But, as the film progresses, tragedy strikes in various ways, including a conflict with group of neighborhood grafiti artists that really escalates in large part to Antonio. As things get worse and Dito's relationship with outsider Mike O'Shea (Martin Compston) begins to influence his thinking, Dito realizes he wants out of New York and wants to escape his troubles to flee to California. It is there that he becomes a famous writer before finally returning home 15 years later.

As I said before, the movie honestly doesn't have a great or powerful plot. It really is just a series of memories from Dito's life. But most of the scenes are compelling in their own way, and you aren't left feeling shortchanged at all. On top of that, the acting is really very good. Despite my opinion that he is usually not a very good actor, Channing Tatum may have had the best performance of the movie. And Labeouf does an admirable job as well.

The movie also used a couple of unique effects that I really liked. For one, it highlighted important dialogue between Dito and Mike as well as Dito and his father by silencing out all background noises so you only heard the two talking. That may not be the best way to describe it, but you'll see what I'm talking about if you ever see it. Another unique thing that the movie did was have its characters periodically look into the camera and say simple things that really define their characters (for example, Antonio looks into the camera and says, "I'm Antonio. I'm a piece of shit, and everyone knows it"), and, for reasons I can't explain, these seemed to resonate with me as I watched.

Bottom line: It's hard for me to understand why a movie packed with so many stars and so well received by critics flew under the radar like this one did. It's definitely worth checking out. (B)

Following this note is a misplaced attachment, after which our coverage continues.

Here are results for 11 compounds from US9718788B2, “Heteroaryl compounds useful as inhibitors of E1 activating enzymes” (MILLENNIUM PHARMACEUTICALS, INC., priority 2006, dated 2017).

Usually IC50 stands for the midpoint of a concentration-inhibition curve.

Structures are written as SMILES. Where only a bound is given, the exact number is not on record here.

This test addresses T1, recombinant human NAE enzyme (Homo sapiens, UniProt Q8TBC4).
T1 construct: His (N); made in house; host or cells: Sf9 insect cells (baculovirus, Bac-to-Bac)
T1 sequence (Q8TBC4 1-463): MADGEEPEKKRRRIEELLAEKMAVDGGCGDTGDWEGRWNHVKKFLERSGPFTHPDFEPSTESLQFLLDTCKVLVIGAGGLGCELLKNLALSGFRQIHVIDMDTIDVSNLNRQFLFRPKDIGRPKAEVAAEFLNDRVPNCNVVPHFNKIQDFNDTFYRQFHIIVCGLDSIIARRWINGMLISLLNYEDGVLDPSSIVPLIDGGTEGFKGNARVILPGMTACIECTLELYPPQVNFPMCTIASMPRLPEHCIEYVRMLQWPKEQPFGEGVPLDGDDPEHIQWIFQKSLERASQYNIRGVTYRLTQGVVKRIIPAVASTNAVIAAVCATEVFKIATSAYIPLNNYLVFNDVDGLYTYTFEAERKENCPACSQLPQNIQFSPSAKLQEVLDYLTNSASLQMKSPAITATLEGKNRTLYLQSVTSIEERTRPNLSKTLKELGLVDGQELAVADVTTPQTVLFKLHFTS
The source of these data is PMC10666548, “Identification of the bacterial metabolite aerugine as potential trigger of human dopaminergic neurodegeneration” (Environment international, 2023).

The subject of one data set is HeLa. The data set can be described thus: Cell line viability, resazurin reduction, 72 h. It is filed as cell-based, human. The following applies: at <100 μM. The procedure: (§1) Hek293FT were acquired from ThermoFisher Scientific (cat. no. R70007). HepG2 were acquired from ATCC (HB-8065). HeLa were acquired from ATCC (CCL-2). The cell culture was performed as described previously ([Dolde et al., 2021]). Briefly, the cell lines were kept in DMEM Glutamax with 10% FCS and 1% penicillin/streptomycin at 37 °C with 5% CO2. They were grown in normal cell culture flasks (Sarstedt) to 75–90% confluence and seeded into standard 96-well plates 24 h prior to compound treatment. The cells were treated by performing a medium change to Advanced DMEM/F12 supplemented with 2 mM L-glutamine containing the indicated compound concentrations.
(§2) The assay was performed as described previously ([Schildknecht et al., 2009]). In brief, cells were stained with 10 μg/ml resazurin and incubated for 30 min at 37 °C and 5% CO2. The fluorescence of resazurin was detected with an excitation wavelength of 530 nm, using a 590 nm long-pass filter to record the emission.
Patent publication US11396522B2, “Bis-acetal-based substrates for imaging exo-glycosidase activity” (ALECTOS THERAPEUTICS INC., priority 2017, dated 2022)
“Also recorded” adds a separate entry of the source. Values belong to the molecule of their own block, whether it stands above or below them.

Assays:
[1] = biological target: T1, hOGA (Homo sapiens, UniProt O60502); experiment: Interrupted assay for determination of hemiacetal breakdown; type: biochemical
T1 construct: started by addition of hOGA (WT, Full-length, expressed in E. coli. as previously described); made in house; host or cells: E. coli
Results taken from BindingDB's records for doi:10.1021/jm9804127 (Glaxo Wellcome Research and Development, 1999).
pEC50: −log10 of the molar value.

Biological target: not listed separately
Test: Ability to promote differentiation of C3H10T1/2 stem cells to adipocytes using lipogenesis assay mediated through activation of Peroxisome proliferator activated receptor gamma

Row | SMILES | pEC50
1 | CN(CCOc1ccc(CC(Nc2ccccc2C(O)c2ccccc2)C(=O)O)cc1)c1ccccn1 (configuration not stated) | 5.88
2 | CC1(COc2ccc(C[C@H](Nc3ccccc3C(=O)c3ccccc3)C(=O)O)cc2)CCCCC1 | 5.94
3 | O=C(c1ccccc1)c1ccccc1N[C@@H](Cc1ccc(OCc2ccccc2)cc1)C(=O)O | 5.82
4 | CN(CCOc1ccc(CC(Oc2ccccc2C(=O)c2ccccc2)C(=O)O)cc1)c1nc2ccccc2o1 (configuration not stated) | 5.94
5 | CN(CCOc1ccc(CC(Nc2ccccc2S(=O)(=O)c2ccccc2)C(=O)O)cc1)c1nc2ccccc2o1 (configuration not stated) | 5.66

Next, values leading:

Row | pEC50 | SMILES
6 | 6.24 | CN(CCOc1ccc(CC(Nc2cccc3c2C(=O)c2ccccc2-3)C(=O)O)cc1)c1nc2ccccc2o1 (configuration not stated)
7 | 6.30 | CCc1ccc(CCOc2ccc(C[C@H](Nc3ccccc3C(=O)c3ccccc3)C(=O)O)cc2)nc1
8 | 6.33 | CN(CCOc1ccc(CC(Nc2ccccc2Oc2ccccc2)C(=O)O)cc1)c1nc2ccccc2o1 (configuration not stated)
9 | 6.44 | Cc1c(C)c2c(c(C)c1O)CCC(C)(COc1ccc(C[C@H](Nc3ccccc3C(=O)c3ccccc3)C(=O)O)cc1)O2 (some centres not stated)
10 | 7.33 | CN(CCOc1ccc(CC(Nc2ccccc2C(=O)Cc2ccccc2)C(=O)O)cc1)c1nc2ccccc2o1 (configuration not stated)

Here's the preview:

Tuesday, November 24, 2009

Judd Apatow's Attempt at Dramatic Comedy

Judd Apatow's Funny People comes out on DVD today and, despite the film's title, is actually just as much of a drama as it is a comedy. The movie isn't just fun and games and that wonderful brand of raunchy comedy that we've come to expect (and love) from Apatow. Instead, it tries to be a lot more and actually enjoys modest success for its efforts.

It tells the story of superstar comedian George Simmons (Adam Sandler, Apatow's real life ex-roommate) who is somewhat of a self-important ass. Simmons is diagnosed with leukemia and given a very small chance to live. Facing this news, Simmons decides he wants to spend his remaining days doing stand-up, his first love. And he hires struggling comedian Ira Wright (Seth Rogen) to help him write jokes for his act and basically work as his personal assistant. As the two get closer, Ira convinces George to tell others about his illness.

George contacts his ex-wife Laura (played by Apatow's real life wife, Leslie Mann) who is now married with two daughters. She tells George that she misses him and is unhappy with her marriage. Eventually, George overcomes his illness. And events transpire that force Laura to really make a decision between George and her husband (played by Eric Bana). I won't ruin the rest of the movie for anyone, but, if you can't tell so far, the plot is much more developed and serious than your average Apatow film. Dealing with life threatening illnesses and lost loves, the film is as much a coming-of-age tale about both Ira and George as it is anything else. Although not as emotionally compelling as a really good drama, I still found myself actually caring what happened to our characters (really one of the key ways that I judge whether a drama is good or not).